To characterize the clinical, biological, and neuroradiological findings in Sneddon syndrome; to correlate magnetic resonance imaging abnormalities with disability, presence of hypertension and other vascular risk factors, presence of heart valvulopathy on echography, and titer of antiphospholipid antibodies; and to compare these findings in antiphospholipid-positive and antiphospholipid-negative patients.
Retrospective review of the records of 32 consecutive patients with livedo reticularis and neurological events, followed up in our institution between January 1991 and August 1995.
Twenty-six patients (20 women and 6 men) who had at least 1 cerebral ischemic arterial event associated with generalized and pathological livedo reticularis.
The age at the first cerebral ischemic event ranged from 22 to 58 years. Motor deficit was the most frequent sign (found in 73% of cases). Disability was found in 50%, systemic hypertension in 65%, heart valvulopathy in 61%, and antiphospholipid antibodies in 42% of cases. Patients were classified in 6 groups according to magnetic resonance imaging findings. No correlation was found between the presence of hypertension or other vascular risk factors, valvulopathy, antiphospholipids, and magnetic resonance imaging abnormalities. There was no significant difference between antiphospholipid-positive and antiphospholipid-negative patients except for the presence of antinuclear antibodies. There was a significant correlation between the extent of magnetic resonance imaging abnormalities and disability.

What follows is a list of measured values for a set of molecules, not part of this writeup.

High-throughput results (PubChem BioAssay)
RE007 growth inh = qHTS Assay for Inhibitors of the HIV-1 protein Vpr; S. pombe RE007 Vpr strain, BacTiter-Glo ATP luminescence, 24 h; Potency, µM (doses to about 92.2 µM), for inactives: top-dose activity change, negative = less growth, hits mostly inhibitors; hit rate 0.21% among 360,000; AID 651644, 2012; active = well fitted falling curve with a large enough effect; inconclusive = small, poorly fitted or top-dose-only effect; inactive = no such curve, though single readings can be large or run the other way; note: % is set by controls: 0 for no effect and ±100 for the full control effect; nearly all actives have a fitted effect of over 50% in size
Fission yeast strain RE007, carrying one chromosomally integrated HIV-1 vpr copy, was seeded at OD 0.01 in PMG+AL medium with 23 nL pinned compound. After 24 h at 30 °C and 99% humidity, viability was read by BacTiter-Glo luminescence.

The severity of the disease seems to be correlated with magnetic resonance imaging aspects, but not to the presence of antiphospholipid antibodies. Magnetic resonance imaging may help to understand the natural course of the cerebral involvement of the disease.
Tourbah A, Piette JC, Iba-Zizen MT, Lyon-Caen O, Godeau P, Francès C. The Natural Course of Cerebral Lesions in Sneddon Syndrome. Arch Neurol. 1997;54(1):53–60. doi:10.1001/archneur.1997.00550130037013
Coronavirus Resource Center
Customize your JAMA Network experience by selecting one or more topics from the list below.
Create a personal account or sign in to: